World leaders against the war on drugs

Consensus is mounting within the drug policy field that the prohibition on narcotics has not only failed to deliver its goals but has been counterproductive. Evidence is rising that current system has not only worsen many public health problems, such as the spread of HIV and hepatitis B and C but has created a much larger set of harms associated with the crime. These include vast networks of organised crime, prevalent violence related to the drug market, corruption of law enforcement and governments, and militarized crop eradication programmes resulting in environmental damage, food insecurity, and human displacement. These crucial international problems have motivated some of the high-rank personalities to revise current state of matters.

This Monday the Global Commission on Drug Policies – body created by former Latin America presidents – met in Geneva in order to set the goals for the campaign against the ideology of prohibition and amend the restrictive drug policy. Ex-Brazilian President,   Fernando Henrique Cardoso, who chairs the Commission, was supported in his claim that “eradication of production and criminalization of consumption did not reduce drug traffic and drug use”. Continuing, commission argued that the harm from corruption and violence resulting from prohibition "largely exceeds the harm caused by drugs”. According to the officials associated within the group the drug issue is "surrounded by fear and misinformation" and new ways to tackle drug abuse are desperately needed.

Global Commission on Drug Policies assembles a number of well-known international politicians, entrepreneurs and intellectuals, giving the body a high-profile status. Among member, it is worth mentioning, former presidents of Mexico, Brazil and Columbia, Ernesto Zedillo,  Fernando Henrique Cardoso and Cesar Gaviria, former EU foreign affairs leader, Javier Solana, Nobel laureate, Mario Vargas Llosa, Mexican writer, Carlos Fuentes, former president of Switzerland, Ruth Dreifuss, former U.S. Secretary of State, George Shultz, ex-UN High Commissioner for Refugees, Thorvald Stoltenberg and a founder of Virgin Group Richard Branson.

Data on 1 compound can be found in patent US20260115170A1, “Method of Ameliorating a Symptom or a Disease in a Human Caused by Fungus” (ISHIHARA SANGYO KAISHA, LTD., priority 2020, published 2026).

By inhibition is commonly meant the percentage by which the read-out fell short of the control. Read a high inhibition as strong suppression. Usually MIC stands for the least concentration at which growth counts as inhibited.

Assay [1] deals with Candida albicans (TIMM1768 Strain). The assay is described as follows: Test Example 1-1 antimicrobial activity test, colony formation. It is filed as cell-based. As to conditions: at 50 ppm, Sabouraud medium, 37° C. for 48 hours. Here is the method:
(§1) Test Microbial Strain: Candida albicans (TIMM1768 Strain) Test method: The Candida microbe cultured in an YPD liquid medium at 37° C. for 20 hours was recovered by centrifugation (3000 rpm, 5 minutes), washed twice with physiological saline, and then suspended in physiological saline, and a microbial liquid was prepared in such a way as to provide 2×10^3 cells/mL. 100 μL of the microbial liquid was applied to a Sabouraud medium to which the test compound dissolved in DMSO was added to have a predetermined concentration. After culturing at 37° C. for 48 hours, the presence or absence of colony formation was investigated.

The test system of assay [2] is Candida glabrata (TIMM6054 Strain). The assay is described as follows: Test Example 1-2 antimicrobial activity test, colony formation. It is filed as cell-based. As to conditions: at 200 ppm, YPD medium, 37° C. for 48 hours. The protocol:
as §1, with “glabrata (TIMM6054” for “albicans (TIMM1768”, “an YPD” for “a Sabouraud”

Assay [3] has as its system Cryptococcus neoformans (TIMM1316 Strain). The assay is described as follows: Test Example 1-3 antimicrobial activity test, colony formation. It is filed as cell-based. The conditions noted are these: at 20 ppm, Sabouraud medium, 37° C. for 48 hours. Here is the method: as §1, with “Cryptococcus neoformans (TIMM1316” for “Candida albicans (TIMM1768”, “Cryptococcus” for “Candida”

Ideas under consideration include changes to the UN's drugs control system, reviewing the success of operations against producers and traffickers and the risks and benefits of penalties for possession.  The Commission recommends an adjustment of the drug in terms similar to those of alcohol and encourages provision of medical treatment to drug dependent. Eventually, Cesar Gaviria (ex-Columbia president) highlighted that it is necessary “to give up on the idea that drug consumers are criminals".

Position of the Commission is clearly not a novelty in the drug policy field. Numerous actors and bodies including in the United Kingdom alone, the Home Affairs Select Committee, the Royal Society of Arts, and the UK Drug Policy Consortium observe similar issues about system based on prohibition. Interestingly, in its 2008 Report, UN Office on Drugs and Crime (main international body responsible for the drug policy) also make a note of “unintended consequences” of ban on drugs. Authors criticize the system for creation of a large black market and policy displacement – where money that could be used for health policies are being streamed to the law enforcement and security. Additionally, UNODC observes that prohibition emergence of new drugs in order to circumvent current law. Ultimately, report states that “a system appears to have been created in which those who fall into the web of addiction find themselves excluded and marginalized from the society”.

Global Commission on Drug Policies has a potential of becoming a major driver for the reforms in the international drug policy which for 100 years has caused more harm then good. Emergence of this kind of initiative points out that the criticism of present state of affairs is becoming visible to the world leaders, who are best positioned to fight against conservative and misfortunate drug regulations and replace them with liberal, freedom-oriented laws concentrating on aid not punishment.